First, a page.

|Publication number||US7188766 B2|
|Application number||US 10/531,614|
|Publication date||Mar 13, 2007|
|Filing date||Sep 22, 2003|
|Priority date||Oct 18, 2002|
|Also published as||CN1689032A, EP1556830A1, US20060016886, WO2004036490A1|
|Publication number||10531614, 531614, PCT/2003/4212, PCT/IB/2003/004212, PCT/IB/2003/04212, PCT/IB/3/004212, PCT/IB/3/04212, PCT/IB2003/004212, PCT/IB2003/04212, PCT/IB2003004212, PCT/IB200304212, PCT/IB3/004212, PCT/IB3/04212, PCT/IB3004212, PCT/IB304212, US 7188766 B2, US 7188766B2, US-B2-7188766, US7188766 B2, US7188766B2|
|Inventors||Wilhelmus Franciscus Johannes Fontijn|
|Original Assignee||Koninklijke Philips Electronics N.V.|
|Export Citation||BiBTeX, EndNote, RefMan|
|Patent Citations (4), Classifications (14), Legal Events (4)|
|External Links: USPTO, USPTO Assignment, Espacenet|
The present invention relates to a method for identifying an item to which a radio frequency tag is attached by means of a radio frequency tag detector, wherein radio frequency contact is established between the tag and the detector and information identifying the item and being stored by the tag is received by the detector and a system for identifying an item to which a radio frequency tag is attached, the system comprising a radio frequency tag detector arranged to establish radio frequency contact with the tag and being arranged to receive information stored by the tag identifying the item.
Usually, items such as optical discs, books, DVDs etc. are identified by studying the item itself or the cover or the back of the item. An identifier such as title, author, artist or some other identification criteria is normally printed or written on the item.
As items such as optical discs and other storage media are becoming smaller and smaller, it is becoming more difficult to provide the item with visual identification that is convenient to interpret or read out. Possibly, optical discs or other media recordable by a user might be to small to write on using a pen. To overcome this problem, the item can be electronically tagged, i.e. a chip capable of radio frequency (RF) emission can be embedded in a tag that is attached to the item. The chip stores data associated with the item and an RF tag detector is used to scan the tag for information. The data stored can easily be modified. Normally, the detector is directed against the tag and the detector transmits a scan signal of a certain frequency which is received by the tag whereupon the chip embedded in the tag sends a response signal to the detector. The response signal comprises some type of identifier for identification of a certain tagged item. The detector demodulates the response signal and obtains the identifier. By using these RF tags, it is possible to associate information with an item although the item is very small, since tags also can be made very small.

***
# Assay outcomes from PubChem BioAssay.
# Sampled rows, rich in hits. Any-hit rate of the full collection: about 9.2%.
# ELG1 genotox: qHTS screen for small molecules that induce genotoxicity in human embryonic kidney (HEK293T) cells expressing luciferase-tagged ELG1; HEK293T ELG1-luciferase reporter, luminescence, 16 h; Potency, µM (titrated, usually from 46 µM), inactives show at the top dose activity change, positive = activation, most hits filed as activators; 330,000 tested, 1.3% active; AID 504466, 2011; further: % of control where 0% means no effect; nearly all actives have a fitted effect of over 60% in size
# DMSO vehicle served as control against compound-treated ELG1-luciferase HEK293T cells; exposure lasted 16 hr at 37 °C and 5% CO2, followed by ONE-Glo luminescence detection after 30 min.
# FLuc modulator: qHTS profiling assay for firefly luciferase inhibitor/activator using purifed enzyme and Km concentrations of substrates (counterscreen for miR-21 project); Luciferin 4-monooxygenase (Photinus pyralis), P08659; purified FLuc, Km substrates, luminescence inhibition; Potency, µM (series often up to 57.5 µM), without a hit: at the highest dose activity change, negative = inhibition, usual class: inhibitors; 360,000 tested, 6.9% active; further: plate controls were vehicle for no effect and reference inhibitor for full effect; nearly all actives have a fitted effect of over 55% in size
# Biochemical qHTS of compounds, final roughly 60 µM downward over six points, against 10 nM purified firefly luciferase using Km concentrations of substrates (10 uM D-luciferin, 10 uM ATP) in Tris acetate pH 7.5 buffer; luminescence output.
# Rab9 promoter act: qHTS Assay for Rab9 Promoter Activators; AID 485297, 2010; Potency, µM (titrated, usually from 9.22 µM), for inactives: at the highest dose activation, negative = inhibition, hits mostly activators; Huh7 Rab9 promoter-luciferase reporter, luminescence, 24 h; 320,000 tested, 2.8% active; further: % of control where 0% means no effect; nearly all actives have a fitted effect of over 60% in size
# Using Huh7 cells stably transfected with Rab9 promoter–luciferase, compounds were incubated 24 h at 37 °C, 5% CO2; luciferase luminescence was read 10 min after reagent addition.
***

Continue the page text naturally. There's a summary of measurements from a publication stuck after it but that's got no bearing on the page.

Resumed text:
A system and method for finding a specific RF tagged article located in a plurality of RF tagged articles is shown in U.S. Pat. No. 6,354,493. The document discloses a system wherein a specific search criteria related to a tagged item is input to a tag detector. The detector scans a number of tagged items and when the criteria is met, i.e. when the tag of an item comply with the search criteria, a processor generates a feedback signal comprising audible sounds which will indicate to a user where an item meeting the search criteria is located. However, in this system, since a search criteria must be entered before a meaningful scanning operation can take place, a user of the system must have some knowledge about the type of item to be found.
An object of the present invention is to solve the problem of how to provide identification of RF tagged items without any knowledge of the item to which the tag is attached.